However, the court noted that the credibility questions surrounding the consensual nature of her relationship with the general manager were key to understanding whether she resigned or was constructively discharged. Again, that’s something a jury would have to decide at trial.
‘Interesting Twist’ to Employer’s Defense
The company asked the court to conclude that it had offered sufficient evidence to support the affirmative defense to supervisor sexual harassment if the HR manager failed to establish constructive discharge. As for whether the company exercised reasonable care to prevent and correct the harassing behavior, the court said that having a policy that clearly defines and prohibits sexual harassment and includes a reporting procedure may show the employer exercised reasonable care. The company’s policy appeared to be sufficient.
However, the court noted an “interesting twist” in this case because the employee who filed suit created the policy and was clearly aware of it, but other evidence cast doubt on whether the company’s “efforts to prevent sexual harassment throughout its organization were reasonable or sufficient.”
In particular, the owner of the company didn’t review the handbook or provide any training to the HR manager. When new employees joined the company, they were given a copy of the handbook, but the HR manager didn’t review it with them. None of the employees or managers received training on the handbook or the sexual harassment policy. Thus, the court was unable to conclude from the conflicting evidence that the company exercised reasonable care to prevent or correct harassing behavior.
As for whether the HR manager unreasonably failed to take advantage of the reporting procedure set forth in the handbook, she clearly failed to report the alleged harassment to her immediate supervisor. When she resigned, she merely said she wanted to put distance between herself and the general manager, and in fact, she tried to conceal their relationship numerous times.
The HR manager countered that there was no effective channel through which she could make a complaint, citing what she contended was the owner’s ineffective response to another employee’s sexual harassment complaint. The court noted that didn’t explain why she failed to report the matter to her immediate supervisor. However, because there were questions for a jury about the first part of the affirmative defense, the court deferred consideration of the second part of the defense for trial as well.
Finally, the court considered whether the company could be liable for punitive damages, which are available when an employer acts with malice or reckless indifference to an employee’s federally protected rights. The court noted that an employer may avoid punitive damages by showing it made good-faith efforts to comply with Title VII.
Citing its decision to suspend and ultimately discharge the general manager, the company argued there was no evidence that it acted with malice or reckless indifference to the HR manager’s rights. The HR manager countered that because it didn’t train its workforce on sexual harassment, the company couldn’t show it made a good-faith effort to comply with Title VII. The court found this issue was also fraught with factual discrepancies that could only be resolved through trial. Sobolak et al. v. CW&W Contractors, Inc., No. 15-1711 (W.D.La., January 22, 2018).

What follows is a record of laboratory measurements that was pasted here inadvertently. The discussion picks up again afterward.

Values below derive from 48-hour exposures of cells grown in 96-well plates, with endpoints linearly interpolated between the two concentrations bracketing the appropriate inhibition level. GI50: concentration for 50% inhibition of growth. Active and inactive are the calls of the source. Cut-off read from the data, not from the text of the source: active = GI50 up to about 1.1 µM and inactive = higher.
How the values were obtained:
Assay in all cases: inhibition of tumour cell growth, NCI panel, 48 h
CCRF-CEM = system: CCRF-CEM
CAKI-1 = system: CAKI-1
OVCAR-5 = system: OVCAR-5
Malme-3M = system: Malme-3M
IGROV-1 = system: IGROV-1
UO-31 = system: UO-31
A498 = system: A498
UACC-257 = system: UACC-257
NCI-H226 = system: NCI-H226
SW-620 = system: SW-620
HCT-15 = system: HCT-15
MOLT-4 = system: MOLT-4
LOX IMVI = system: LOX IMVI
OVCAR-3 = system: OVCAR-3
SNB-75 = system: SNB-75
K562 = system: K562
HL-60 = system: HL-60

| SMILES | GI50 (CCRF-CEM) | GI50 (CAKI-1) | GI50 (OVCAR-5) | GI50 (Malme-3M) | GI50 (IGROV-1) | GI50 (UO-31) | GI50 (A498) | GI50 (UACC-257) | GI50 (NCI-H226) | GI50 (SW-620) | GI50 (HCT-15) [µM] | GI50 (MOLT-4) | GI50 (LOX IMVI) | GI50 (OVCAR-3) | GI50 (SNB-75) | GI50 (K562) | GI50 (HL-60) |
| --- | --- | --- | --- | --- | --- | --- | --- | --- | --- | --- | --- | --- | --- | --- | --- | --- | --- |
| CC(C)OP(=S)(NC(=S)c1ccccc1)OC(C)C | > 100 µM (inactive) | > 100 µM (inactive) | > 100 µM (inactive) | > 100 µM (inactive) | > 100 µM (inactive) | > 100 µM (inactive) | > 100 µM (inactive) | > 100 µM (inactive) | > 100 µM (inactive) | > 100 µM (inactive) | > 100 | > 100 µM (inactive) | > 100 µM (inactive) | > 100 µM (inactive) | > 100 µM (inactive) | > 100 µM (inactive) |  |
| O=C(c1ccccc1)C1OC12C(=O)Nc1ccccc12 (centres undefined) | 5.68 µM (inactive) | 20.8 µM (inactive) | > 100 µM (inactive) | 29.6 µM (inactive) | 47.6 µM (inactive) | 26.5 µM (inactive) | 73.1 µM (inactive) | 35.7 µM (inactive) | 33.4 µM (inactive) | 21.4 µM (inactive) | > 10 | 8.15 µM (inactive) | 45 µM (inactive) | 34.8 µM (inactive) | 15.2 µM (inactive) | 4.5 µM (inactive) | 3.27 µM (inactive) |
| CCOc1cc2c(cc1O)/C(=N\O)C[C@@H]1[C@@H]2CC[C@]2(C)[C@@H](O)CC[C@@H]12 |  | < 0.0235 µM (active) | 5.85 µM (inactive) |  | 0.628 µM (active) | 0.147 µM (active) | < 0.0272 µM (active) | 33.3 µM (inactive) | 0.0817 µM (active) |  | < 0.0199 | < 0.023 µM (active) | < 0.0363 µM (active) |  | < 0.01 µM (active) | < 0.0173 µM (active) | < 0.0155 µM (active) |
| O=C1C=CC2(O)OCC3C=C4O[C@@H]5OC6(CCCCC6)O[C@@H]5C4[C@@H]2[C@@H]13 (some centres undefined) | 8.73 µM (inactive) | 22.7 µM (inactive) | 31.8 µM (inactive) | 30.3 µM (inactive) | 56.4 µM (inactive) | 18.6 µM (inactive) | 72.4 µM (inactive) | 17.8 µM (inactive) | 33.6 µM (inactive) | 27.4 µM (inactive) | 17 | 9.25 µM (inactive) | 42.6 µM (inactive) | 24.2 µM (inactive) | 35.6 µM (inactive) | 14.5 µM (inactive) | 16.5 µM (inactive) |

#Wakeup—Every Employer Can Do Better
The #MeToo movement and its flood of harassment allegations against high-profile figures and entire industries is a wake-up call for employers that thought sexual harassment was somebody else’s problem. This case highlights how a seemingly consensual relationship between two managers can quickly turn into an ugly legal affair.
If you think sexual harassment isn’t your problem or you’ve done everything you can, you’re kidding yourself. Take the time to review your policies. Do they clearly define the type of behavior that’s prohibited, offer effective alternative reporting mechanisms, and protect against retaliation? Have you clearly communicated your policies to everyone and trained your managers on harassment prevention? Does your company have qualified personnel who can handle complaints and enforce policies? Are office romances permitted? If so, what steps have you taken to prevent one party from using his employment authority over the other? Do you take complaints seriously, implement remedial measures, and follow up afterward? What’s the culture at your company with respect to allegations of workplace harassment and gender equality?
The employer in this case would be in a better legal position if it had done some things differently. While the company was heading in the right direction by hiring someone dedicated to HR and publishing a handbook, it appears the HR manager lacked the experience or authority to ensure the policies were effectively communicated and enforced.
Simply hiring an HR representative and having a handbook may not be enough. It doesn’t appear that the HR manager, the owner, or anyone else communicated the company’s expectations about relationships between coworkers or supervisors and subordinates. The company apparently didn’t provide any training on harassment prevention for managers, and the handbook and harassment policy were never reviewed with employees. And if the company had promptly addressed the allegations with the general manager, it could have taken remedial action sooner.
Finally, the HR manager was allowed to resign even after the harassment allegations came to light. Had the company made it clear to her that her resignation wouldn’t be necessary, her allegations would be promptly investigated and the appropriate remedial action taken, and she would be permitted to remain in her job without fear of retaliation or further harassment, the constructive discharge claim might have been avoided.
Jennifer L. Anderson is an editor of Louisiana Employment Law Letter and a senior partner in Jones Walker’s labor and employment practice group. Anderson can be reached at email@example.com or 225-248-2040.